By Bethany Prentice
The announcement of bringing something new to the otherwise barely-used space above Belk Dining fell upon eager ears shortly before the summer break. Students had to wait only three hot months to return to campus to see what had been done to renovate the second floor of Belk.
Now fully wheelchair accessible, 2nd Floor Belk opens into a beautifully expansive place for food and study that, according to one William Peace University Alumna, “Almost doesn’t even look like Peace.”
The new space was designed by William Peace’s Associate Vice President for Buildings and Grounds John Cranham. An alumni of William Peace himself, Cranham has been helping the school manage the ground’s beauty and sustainability for almost seven years. In designing the school’s newest addition, Cranham traveled all the way to the University of Charlotte to get inspiration for the technology to be added.
Cranham says that what he saw with the University of Charlotte library was “technology’s potential for education.” Cranham wanted to give students the chance to study in a setting that was “different than Flowe,” and the conference area in 2nd Floor Belk does just that.
The main conference room is set up, well, exactly as a conference room: a round table with rolling chairs spread around it. If one wanted to separate into groups, the table itself breaks apart into smaller parts for a “true classroom setting.”
The room sits a total of twenty-six students, equipped with three glass markerboards and an interesting new feature which at first appears to be a giant flat-screened TV.
This TV, as well as a second TV just outside of the conference room is touch sensitive and runs off something called the Think HUB. Capable of simply drawing on the screen or pulling up blank documents to type in the Think HUB doesn’t appear all that powerful.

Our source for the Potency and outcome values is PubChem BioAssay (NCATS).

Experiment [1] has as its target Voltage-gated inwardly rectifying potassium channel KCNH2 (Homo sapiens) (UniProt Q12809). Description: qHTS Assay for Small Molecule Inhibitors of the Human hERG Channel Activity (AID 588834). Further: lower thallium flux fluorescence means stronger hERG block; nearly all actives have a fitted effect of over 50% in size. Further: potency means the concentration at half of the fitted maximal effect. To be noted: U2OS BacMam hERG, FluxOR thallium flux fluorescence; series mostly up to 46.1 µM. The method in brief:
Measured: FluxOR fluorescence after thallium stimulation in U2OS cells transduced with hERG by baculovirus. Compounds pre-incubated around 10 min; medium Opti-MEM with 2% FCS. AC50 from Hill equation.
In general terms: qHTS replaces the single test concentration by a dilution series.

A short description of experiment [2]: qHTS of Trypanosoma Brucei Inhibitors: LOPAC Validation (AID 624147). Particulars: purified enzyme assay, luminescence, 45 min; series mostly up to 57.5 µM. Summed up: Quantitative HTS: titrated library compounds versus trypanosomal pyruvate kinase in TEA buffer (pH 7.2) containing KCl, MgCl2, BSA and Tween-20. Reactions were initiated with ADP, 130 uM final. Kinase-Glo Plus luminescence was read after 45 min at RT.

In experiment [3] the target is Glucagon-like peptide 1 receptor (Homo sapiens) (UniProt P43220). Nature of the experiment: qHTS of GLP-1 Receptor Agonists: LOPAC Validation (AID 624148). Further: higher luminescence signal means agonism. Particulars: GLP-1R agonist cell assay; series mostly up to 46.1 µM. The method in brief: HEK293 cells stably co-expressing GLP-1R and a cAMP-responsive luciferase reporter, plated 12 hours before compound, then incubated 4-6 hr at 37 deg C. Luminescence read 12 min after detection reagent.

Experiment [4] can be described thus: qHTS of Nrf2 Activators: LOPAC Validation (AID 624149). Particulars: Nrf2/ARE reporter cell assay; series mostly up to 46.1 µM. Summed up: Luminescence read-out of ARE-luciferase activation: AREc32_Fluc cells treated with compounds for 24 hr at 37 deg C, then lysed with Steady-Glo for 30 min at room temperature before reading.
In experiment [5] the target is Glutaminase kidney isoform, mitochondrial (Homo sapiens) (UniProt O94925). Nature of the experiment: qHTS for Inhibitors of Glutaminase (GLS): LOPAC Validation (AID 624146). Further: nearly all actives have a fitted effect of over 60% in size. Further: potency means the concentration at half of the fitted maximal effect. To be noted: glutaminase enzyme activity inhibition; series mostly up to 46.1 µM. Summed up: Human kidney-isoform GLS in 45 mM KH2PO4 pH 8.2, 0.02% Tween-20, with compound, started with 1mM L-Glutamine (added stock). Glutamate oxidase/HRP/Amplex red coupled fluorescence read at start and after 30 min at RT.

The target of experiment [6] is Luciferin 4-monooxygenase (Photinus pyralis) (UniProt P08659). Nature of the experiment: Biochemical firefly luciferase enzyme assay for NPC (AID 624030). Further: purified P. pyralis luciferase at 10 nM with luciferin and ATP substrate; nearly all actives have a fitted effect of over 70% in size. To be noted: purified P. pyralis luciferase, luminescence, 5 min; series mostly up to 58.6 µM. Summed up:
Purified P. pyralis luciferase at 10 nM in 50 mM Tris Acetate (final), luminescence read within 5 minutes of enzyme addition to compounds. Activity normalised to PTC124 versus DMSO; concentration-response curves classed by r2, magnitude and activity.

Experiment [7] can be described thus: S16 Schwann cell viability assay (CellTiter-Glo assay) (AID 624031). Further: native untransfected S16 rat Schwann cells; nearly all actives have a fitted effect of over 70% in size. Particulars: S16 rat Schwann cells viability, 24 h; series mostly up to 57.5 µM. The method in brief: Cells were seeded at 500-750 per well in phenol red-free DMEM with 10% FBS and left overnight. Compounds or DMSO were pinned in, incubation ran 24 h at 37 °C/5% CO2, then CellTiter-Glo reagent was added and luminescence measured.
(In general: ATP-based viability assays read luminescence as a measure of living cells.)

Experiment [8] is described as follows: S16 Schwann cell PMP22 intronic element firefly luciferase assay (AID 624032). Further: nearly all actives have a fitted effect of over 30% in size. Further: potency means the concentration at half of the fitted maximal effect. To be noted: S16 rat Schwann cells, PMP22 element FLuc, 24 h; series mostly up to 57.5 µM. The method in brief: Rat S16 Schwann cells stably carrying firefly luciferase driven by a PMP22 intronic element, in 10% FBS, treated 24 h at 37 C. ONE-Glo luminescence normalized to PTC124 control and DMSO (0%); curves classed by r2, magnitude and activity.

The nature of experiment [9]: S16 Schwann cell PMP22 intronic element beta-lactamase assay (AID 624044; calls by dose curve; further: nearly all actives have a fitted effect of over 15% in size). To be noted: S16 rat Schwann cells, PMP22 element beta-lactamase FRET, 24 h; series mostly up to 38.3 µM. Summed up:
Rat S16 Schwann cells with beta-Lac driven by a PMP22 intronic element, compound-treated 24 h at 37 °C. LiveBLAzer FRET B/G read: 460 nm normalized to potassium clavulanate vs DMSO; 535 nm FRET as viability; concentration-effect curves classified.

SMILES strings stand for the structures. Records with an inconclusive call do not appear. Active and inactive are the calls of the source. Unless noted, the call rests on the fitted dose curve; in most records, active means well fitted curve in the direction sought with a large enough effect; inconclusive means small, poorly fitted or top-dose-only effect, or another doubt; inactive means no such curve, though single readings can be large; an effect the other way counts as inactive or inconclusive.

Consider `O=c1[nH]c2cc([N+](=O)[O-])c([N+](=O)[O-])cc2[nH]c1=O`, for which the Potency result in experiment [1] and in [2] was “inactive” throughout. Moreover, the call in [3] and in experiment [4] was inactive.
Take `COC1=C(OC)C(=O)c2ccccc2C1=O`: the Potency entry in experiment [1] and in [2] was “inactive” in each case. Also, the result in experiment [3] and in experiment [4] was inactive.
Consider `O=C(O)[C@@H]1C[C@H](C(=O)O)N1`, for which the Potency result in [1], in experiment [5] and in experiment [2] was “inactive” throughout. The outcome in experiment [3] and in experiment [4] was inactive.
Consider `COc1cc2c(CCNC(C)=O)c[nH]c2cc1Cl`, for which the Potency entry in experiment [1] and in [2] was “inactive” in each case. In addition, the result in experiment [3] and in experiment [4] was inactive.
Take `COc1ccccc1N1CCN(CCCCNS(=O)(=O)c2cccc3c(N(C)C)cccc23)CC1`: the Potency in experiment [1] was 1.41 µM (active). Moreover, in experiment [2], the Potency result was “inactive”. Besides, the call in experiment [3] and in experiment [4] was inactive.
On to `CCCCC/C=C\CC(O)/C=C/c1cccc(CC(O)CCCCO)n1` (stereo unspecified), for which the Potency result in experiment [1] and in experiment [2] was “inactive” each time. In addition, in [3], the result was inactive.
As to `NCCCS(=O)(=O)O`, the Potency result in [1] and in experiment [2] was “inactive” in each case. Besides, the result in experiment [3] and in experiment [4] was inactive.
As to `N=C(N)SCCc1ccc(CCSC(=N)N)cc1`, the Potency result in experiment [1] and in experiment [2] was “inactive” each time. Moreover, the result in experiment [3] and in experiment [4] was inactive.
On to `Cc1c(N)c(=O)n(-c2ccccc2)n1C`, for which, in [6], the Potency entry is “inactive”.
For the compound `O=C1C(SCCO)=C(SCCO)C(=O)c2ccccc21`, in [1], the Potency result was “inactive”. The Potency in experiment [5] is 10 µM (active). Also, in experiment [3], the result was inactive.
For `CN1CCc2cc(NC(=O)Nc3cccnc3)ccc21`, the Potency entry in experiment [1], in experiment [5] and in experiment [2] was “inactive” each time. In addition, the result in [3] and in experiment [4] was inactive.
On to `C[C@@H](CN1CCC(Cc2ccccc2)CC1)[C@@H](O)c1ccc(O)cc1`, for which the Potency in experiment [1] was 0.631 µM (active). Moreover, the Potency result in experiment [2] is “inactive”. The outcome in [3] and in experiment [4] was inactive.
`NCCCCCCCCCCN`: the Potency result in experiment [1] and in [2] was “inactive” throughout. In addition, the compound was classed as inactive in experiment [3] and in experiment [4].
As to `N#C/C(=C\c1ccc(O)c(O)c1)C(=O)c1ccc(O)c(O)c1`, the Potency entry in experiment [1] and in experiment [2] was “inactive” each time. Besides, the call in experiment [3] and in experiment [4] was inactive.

However, the Think HUB is also capable of opening up it’s own browser window (running something called Chromium, an application in it’s alpha stage released by Google Chrome) to give students and teachers alike the endless possibility of online research and sharing with just a touch of the fingertips.
The Think HUB is also more than capable of opening up documents or slideshows from a thumbdrive, and most excitingly: wirelessly shared from a tablet. Using the Think HUB in coordination with wireless devices can give a much more fluid feel to teaching and being taught.
Instead of sitting in rows in a classroom students can now sit facing each other as collaborative equals during class, and teachers are no longer confined to a podium prison.
This powerful new tool in education can pave the way for the future of learning at William Peace with Cranham calling the study space a “showcase for moving forward”.
Paired with a new panini bar run by William Peace’s newest food service partnership Sandella’s, upstairs Belk now welcomes students of all kinds to relax and learn.